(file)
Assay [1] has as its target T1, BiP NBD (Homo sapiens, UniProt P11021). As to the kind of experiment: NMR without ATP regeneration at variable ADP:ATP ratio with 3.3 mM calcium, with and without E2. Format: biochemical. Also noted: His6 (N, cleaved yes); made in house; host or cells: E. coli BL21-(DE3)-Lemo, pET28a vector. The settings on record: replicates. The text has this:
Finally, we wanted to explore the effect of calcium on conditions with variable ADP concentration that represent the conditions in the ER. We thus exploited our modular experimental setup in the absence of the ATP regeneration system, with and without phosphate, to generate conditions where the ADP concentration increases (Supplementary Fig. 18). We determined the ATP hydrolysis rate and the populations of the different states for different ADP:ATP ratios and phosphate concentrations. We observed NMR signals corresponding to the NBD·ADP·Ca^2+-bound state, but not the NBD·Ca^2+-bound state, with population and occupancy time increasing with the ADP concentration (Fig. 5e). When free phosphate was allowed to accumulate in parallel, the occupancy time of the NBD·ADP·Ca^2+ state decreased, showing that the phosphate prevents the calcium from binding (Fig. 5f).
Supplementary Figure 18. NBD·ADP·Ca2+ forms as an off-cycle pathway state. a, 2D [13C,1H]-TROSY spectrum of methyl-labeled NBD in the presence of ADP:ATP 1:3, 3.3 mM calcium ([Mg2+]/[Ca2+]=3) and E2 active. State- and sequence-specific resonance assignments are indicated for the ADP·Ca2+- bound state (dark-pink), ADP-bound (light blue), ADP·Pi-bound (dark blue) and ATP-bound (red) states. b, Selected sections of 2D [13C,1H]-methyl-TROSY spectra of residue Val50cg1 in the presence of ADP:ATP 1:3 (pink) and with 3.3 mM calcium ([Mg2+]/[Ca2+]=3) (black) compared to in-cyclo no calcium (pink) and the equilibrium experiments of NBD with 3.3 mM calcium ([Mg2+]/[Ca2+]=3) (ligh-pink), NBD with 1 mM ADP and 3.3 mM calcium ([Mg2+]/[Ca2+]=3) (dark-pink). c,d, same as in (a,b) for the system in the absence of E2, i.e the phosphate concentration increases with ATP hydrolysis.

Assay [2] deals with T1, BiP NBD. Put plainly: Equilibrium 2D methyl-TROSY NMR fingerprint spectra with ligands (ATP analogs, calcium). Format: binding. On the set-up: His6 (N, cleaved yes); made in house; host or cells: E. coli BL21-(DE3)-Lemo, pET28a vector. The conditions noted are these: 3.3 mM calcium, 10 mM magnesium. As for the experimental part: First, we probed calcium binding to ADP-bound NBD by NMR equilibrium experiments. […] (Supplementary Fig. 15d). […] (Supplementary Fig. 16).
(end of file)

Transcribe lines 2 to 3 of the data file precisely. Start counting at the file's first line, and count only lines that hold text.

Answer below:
Finally, we wanted to explore the effect of calcium on conditions with variable ADP concentration that represent the conditions in the ER. We thus exploited our modular experimental setup in the absence of the ATP regeneration system, with and without phosphate, to generate conditions where the ADP concentration increases (Supplementary Fig. 18). We determined the ATP hydrolysis rate and the populations of the different states for different ADP:ATP ratios and phosphate concentrations. We observed NMR signals corresponding to the NBD·ADP·Ca^2+-bound state, but not the NBD·Ca^2+-bound state, with population and occupancy time increasing with the ADP concentration (Fig. 5e). When free phosphate was allowed to accumulate in parallel, the occupancy time of the NBD·ADP·Ca^2+ state decreased, showing that the phosphate prevents the calcium from binding (Fig. 5f).
Supplementary Figure 18. NBD·ADP·Ca2+ forms as an off-cycle pathway state. a, 2D [13C,1H]-TROSY spectrum of methyl-labeled NBD in the presence of ADP:ATP 1:3, 3.3 mM calcium ([Mg2+]/[Ca2+]=3) and E2 active. State- and sequence-specific resonance assignments are indicated for the ADP·Ca2+- bound state (dark-pink), ADP-bound (light blue), ADP·Pi-bound (dark blue) and ATP-bound (red) states. b, Selected sections of 2D [13C,1H]-methyl-TROSY spectra of residue Val50cg1 in the presence of ADP:ATP 1:3 (pink) and with 3.3 mM calcium ([Mg2+]/[Ca2+]=3) (black) compared to in-cyclo no calcium (pink) and the equilibrium experiments of NBD with 3.3 mM calcium ([Mg2+]/[Ca2+]=3) (ligh-pink), NBD with 1 mM ADP and 3.3 mM calcium ([Mg2+]/[Ca2+]=3) (dark-pink). c,d, same as in (a,b) for the system in the absence of E2, i.e the phosphate concentration increases with ATP hydrolysis.